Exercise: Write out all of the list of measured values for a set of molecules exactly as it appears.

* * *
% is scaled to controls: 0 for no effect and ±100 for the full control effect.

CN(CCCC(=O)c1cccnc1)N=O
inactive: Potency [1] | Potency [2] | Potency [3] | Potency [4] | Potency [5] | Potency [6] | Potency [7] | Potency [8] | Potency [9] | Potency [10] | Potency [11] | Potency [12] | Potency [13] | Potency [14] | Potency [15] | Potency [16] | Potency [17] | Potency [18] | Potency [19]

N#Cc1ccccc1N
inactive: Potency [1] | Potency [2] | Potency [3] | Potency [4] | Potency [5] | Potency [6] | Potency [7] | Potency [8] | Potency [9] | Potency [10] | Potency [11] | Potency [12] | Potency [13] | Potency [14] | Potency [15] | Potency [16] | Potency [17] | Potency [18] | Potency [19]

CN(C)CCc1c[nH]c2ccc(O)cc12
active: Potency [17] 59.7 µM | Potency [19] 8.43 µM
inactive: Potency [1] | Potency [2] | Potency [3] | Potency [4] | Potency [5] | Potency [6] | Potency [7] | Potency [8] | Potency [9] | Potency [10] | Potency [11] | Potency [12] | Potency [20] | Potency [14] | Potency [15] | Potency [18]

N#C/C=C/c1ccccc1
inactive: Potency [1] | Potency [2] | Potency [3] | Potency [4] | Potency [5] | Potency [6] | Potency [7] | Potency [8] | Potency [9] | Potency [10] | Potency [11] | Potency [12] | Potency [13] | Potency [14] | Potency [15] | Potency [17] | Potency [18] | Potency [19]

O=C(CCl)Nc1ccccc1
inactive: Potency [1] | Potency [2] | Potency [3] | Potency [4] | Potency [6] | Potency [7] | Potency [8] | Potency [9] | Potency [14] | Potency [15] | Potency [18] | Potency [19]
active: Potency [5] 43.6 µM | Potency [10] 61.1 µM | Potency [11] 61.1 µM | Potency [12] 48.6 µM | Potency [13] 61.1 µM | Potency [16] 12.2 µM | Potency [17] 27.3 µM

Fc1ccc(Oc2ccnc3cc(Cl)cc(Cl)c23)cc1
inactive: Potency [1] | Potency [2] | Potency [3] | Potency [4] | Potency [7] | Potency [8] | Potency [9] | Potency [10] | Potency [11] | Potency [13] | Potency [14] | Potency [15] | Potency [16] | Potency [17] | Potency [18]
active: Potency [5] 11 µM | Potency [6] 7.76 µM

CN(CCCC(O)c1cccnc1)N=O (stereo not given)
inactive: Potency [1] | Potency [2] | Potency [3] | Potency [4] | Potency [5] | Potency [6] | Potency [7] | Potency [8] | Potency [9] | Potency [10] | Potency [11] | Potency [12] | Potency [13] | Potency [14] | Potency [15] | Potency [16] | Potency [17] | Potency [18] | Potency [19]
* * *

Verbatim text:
% is scaled to controls: 0 for no effect and ±100 for the full control effect.

CN(CCCC(=O)c1cccnc1)N=O
inactive: Potency [1] | Potency [2] | Potency [3] | Potency [4] | Potency [5] | Potency [6] | Potency [7] | Potency [8] | Potency [9] | Potency [10] | Potency [11] | Potency [12] | Potency [13] | Potency [14] | Potency [15] | Potency [16] | Potency [17] | Potency [18] | Potency [19]

N#Cc1ccccc1N
inactive: Potency [1] | Potency [2] | Potency [3] | Potency [4] | Potency [5] | Potency [6] | Potency [7] | Potency [8] | Potency [9] | Potency [10] | Potency [11] | Potency [12] | Potency [13] | Potency [14] | Potency [15] | Potency [16] | Potency [17] | Potency [18] | Potency [19]

CN(C)CCc1c[nH]c2ccc(O)cc12
active: Potency [17] 59.7 µM | Potency [19] 8.43 µM
inactive: Potency [1] | Potency [2] | Potency [3] | Potency [4] | Potency [5] | Potency [6] | Potency [7] | Potency [8] | Potency [9] | Potency [10] | Potency [11] | Potency [12] | Potency [20] | Potency [14] | Potency [15] | Potency [18]

N#C/C=C/c1ccccc1
inactive: Potency [1] | Potency [2] | Potency [3] | Potency [4] | Potency [5] | Potency [6] | Potency [7] | Potency [8] | Potency [9] | Potency [10] | Potency [11] | Potency [12] | Potency [13] | Potency [14] | Potency [15] | Potency [17] | Potency [18] | Potency [19]

O=C(CCl)Nc1ccccc1
inactive: Potency [1] | Potency [2] | Potency [3] | Potency [4] | Potency [6] | Potency [7] | Potency [8] | Potency [9] | Potency [14] | Potency [15] | Potency [18] | Potency [19]
active: Potency [5] 43.6 µM | Potency [10] 61.1 µM | Potency [11] 61.1 µM | Potency [12] 48.6 µM | Potency [13] 61.1 µM | Potency [16] 12.2 µM | Potency [17] 27.3 µM

Fc1ccc(Oc2ccnc3cc(Cl)cc(Cl)c23)cc1
inactive: Potency [1] | Potency [2] | Potency [3] | Potency [4] | Potency [7] | Potency [8] | Potency [9] | Potency [10] | Potency [11] | Potency [13] | Potency [14] | Potency [15] | Potency [16] | Potency [17] | Potency [18]
active: Potency [5] 11 µM | Potency [6] 7.76 µM

CN(CCCC(O)c1cccnc1)N=O (stereo not given)
inactive: Potency [1] | Potency [2] | Potency [3] | Potency [4] | Potency [5] | Potency [6] | Potency [7] | Potency [8] | Potency [9] | Potency [10] | Potency [11] | Potency [12] | Potency [13] | Potency [14] | Potency [15] | Potency [16] | Potency [17] | Potency [18] | Potency [19]